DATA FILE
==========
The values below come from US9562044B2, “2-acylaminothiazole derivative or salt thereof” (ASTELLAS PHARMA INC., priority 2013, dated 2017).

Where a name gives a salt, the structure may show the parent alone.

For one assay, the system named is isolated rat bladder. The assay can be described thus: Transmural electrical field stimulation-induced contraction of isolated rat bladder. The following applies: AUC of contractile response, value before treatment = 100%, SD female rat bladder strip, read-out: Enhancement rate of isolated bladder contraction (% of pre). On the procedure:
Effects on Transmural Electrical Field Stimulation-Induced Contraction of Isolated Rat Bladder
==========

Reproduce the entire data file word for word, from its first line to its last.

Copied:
The values below come from US9562044B2, “2-acylaminothiazole derivative or salt thereof” (ASTELLAS PHARMA INC., priority 2013, dated 2017).

Where a name gives a salt, the structure may show the parent alone.

For one assay, the system named is isolated rat bladder. The assay can be described thus: Transmural electrical field stimulation-induced contraction of isolated rat bladder. The following applies: AUC of contractile response, value before treatment = 100%, SD female rat bladder strip, read-out: Enhancement rate of isolated bladder contraction (% of pre). On the procedure:
Effects on Transmural Electrical Field Stimulation-Induced Contraction of Isolated Rat Bladder